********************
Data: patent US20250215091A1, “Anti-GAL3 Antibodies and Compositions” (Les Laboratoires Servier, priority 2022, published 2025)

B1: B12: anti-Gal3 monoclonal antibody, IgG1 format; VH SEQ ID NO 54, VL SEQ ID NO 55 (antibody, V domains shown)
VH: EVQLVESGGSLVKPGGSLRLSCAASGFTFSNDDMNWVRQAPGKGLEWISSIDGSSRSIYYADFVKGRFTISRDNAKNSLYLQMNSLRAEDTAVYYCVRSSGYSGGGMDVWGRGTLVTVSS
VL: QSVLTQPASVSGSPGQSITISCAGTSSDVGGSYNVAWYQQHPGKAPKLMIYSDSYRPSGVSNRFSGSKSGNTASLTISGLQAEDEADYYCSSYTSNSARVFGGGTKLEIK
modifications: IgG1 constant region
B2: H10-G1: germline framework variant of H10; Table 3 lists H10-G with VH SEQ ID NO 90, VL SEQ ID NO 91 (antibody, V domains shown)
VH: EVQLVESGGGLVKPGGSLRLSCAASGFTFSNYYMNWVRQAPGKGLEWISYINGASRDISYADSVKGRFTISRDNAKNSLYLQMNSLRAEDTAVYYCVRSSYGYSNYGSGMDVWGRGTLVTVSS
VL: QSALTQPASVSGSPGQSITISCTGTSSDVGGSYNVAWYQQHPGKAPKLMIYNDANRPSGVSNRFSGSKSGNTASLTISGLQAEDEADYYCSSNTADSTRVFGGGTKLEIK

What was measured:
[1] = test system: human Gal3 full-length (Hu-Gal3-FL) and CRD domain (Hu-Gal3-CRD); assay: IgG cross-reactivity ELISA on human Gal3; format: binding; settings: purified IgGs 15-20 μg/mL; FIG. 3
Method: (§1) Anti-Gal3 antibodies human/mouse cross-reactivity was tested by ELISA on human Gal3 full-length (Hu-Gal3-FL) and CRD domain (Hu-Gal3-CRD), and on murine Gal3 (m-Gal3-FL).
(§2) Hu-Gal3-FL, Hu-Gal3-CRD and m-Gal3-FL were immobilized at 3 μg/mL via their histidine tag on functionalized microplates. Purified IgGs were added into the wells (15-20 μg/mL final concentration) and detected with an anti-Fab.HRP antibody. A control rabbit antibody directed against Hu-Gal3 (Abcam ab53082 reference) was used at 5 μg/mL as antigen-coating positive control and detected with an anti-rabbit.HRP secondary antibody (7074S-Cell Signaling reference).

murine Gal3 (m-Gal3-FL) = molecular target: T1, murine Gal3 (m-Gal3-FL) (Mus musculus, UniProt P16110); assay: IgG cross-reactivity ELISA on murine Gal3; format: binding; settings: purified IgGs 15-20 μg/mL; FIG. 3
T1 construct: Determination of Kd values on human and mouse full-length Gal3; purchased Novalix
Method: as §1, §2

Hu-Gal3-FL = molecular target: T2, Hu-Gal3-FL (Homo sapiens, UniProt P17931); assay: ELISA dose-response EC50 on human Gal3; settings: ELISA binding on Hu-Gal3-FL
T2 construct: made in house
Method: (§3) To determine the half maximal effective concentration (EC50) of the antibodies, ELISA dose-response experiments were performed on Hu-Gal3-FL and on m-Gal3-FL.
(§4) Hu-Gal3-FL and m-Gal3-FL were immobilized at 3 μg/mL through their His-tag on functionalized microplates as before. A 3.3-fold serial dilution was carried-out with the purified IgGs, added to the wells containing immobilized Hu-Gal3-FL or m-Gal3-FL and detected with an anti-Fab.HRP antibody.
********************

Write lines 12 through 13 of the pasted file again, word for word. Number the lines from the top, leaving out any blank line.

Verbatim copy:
(§2) Hu-Gal3-FL, Hu-Gal3-CRD and m-Gal3-FL were immobilized at 3 μg/mL via their histidine tag on functionalized microplates. Purified IgGs were added into the wells (15-20 μg/mL final concentration) and detected with an anti-Fab.HRP antibody. A control rabbit antibody directed against Hu-Gal3 (Abcam ab53082 reference) was used at 5 μg/mL as antigen-coating positive control and detected with an anti-rabbit.HRP secondary antibody (7074S-Cell Signaling reference).

murine Gal3 (m-Gal3-FL) = molecular target: T1, murine Gal3 (m-Gal3-FL) (Mus musculus, UniProt P16110); assay: IgG cross-reactivity ELISA on murine Gal3; format: binding; settings: purified IgGs 15-20 μg/mL; FIG. 3